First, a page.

The cognitive approach Allen takes, started at an early age and has continued throughout his life. Whether it is writing, drawing, playing music, or making a sculpture, it doesn’t matter to him, it all becomes one thing, all about the choices he makes selecting a medium.  But at the forefront of his creativity, is his ever present awareness.

“I don’t see how you could help that wherever you are what you’re around, whatever you hear, not having an impact on you. That’s where all your tools and senses are. I don’t think it’s necessarily immediate. You can overhear a conversation and just follow it away somewhere or write it down. Someone behind you talking about something you don’t realize until four or five years later, that it is something that’s valuable to you or that you can use. That’s the nature of the mystery of it,” Allen says.

“Stories are so different. One story can be told with a sound and an image. Another story can be told with 1,000 words. I think what you try to do is find the truth of whatever it is you’re trying to say. Try to find it, part of it and then gear whatever thing you’re working with, toward that, and be as true to the heart of that as you can.”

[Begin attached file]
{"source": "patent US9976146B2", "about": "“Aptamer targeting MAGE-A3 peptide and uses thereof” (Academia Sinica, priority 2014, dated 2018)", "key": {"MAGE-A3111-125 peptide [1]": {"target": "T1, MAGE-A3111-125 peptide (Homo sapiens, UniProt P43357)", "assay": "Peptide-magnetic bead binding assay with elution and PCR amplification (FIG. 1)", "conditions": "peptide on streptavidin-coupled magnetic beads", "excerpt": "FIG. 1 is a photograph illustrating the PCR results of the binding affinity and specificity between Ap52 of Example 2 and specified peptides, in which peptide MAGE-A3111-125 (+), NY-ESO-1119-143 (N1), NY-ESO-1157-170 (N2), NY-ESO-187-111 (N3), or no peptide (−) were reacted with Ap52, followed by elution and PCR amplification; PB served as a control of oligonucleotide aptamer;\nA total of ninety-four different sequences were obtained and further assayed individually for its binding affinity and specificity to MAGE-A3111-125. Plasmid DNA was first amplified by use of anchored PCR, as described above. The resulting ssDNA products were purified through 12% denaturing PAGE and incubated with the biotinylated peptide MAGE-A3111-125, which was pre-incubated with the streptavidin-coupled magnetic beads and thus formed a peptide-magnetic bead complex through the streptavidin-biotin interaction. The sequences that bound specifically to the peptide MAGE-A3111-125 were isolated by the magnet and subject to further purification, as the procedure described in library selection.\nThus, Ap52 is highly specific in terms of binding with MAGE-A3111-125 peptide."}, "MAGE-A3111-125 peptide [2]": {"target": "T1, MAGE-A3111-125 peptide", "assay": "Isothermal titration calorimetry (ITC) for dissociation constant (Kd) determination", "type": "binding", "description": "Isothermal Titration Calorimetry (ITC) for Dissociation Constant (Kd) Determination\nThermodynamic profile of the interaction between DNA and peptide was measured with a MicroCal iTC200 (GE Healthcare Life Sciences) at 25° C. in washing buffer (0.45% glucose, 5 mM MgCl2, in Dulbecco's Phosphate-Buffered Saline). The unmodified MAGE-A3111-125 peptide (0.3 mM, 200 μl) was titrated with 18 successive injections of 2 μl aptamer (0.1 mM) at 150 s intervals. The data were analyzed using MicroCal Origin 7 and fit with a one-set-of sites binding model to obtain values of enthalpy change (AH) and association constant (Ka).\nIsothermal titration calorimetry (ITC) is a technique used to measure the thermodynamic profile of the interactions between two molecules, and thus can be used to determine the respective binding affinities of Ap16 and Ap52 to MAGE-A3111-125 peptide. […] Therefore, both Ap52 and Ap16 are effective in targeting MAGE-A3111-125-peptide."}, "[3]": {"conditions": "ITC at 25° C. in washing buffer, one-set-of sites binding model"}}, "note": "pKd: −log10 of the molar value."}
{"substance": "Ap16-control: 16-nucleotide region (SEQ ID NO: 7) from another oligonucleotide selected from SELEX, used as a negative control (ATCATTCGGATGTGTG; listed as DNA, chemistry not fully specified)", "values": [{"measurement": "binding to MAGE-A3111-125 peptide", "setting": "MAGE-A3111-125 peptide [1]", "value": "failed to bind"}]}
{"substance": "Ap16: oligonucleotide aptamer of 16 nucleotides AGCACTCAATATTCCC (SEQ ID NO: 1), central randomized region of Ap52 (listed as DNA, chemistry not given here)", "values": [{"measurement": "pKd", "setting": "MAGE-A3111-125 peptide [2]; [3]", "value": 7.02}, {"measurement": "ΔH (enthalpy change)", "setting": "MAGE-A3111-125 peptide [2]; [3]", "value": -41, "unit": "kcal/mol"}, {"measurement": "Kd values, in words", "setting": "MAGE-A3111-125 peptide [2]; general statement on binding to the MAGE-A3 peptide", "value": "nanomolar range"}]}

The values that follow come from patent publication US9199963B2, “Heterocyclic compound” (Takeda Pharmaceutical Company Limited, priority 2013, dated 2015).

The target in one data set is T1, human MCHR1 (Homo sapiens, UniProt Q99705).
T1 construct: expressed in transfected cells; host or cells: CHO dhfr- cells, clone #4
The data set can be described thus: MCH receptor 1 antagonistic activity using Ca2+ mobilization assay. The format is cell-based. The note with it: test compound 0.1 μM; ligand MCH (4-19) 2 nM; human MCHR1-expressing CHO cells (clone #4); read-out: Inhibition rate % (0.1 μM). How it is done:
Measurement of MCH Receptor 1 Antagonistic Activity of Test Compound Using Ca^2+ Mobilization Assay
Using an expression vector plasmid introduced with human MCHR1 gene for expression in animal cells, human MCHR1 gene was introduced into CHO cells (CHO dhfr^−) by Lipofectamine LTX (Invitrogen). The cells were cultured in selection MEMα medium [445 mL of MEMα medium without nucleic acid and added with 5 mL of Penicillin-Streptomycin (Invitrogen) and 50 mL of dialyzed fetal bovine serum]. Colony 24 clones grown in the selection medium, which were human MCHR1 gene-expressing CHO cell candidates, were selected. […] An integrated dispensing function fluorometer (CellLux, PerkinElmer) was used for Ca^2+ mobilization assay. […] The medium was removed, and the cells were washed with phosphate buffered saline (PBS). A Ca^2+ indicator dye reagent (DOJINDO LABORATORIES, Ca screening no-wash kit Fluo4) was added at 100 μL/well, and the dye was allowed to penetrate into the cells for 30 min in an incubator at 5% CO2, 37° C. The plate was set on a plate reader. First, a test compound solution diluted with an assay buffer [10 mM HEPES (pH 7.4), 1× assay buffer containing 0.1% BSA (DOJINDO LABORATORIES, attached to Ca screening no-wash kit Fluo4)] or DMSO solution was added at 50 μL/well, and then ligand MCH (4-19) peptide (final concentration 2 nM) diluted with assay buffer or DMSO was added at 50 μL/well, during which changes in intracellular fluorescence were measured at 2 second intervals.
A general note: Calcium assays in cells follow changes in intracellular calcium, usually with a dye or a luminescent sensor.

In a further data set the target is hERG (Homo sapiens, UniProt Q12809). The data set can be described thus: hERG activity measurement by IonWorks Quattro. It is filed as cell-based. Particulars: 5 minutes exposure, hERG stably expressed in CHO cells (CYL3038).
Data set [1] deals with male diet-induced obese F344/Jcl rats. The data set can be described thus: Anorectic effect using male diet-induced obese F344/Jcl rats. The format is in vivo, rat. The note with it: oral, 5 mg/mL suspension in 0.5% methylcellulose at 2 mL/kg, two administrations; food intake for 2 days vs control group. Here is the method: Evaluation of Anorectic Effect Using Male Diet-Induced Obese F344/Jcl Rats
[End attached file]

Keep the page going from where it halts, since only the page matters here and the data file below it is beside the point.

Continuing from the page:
Terry Allen “Road Angel” sculpture – a 1953 Chevrolet


Well he took his first release on a highway in a 1953 green Chevrolet
 An he was carryin and awful load for just a 15 year old
‘Til he laid his mind on the center line and turned up the radio
Goin’ a hundred miles an hour own the blue asphaltum line listenin’ to  the Wolfman of Del Rio
And he didn’t give a damn about the trouble he was in
Yeah deep down in his soul he just wanted…to go
And you can tell by the look on his face he’s all caught up with the need
To trade in some emptied out spaces for some speeeeeeed
And that good ol’ American Dream

Terry Allen, “Wolfman of Del Rio”

“Wolfman Jack was this voice that came from Mars,” Allen says. “You had no idea who this person was, where they were. You knew he was in Del Rio, and that there was a big transmitter across the border. But you didn’t know if it was a guy, girl. The nature of his voice was so strange when you first heard it.”